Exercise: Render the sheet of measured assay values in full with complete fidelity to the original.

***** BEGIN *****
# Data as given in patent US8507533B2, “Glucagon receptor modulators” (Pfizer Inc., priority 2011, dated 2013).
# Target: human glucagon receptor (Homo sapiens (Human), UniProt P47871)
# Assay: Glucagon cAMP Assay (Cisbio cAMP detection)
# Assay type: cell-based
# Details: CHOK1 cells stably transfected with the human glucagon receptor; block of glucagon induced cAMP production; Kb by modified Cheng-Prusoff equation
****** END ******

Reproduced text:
# Data as given in patent US8507533B2, “Glucagon receptor modulators” (Pfizer Inc., priority 2011, dated 2013).
# Target: human glucagon receptor (Homo sapiens (Human), UniProt P47871)
# Assay: Glucagon cAMP Assay (Cisbio cAMP detection)
# Assay type: cell-based
# Details: CHOK1 cells stably transfected with the human glucagon receptor; block of glucagon induced cAMP production; Kb by modified Cheng-Prusoff equation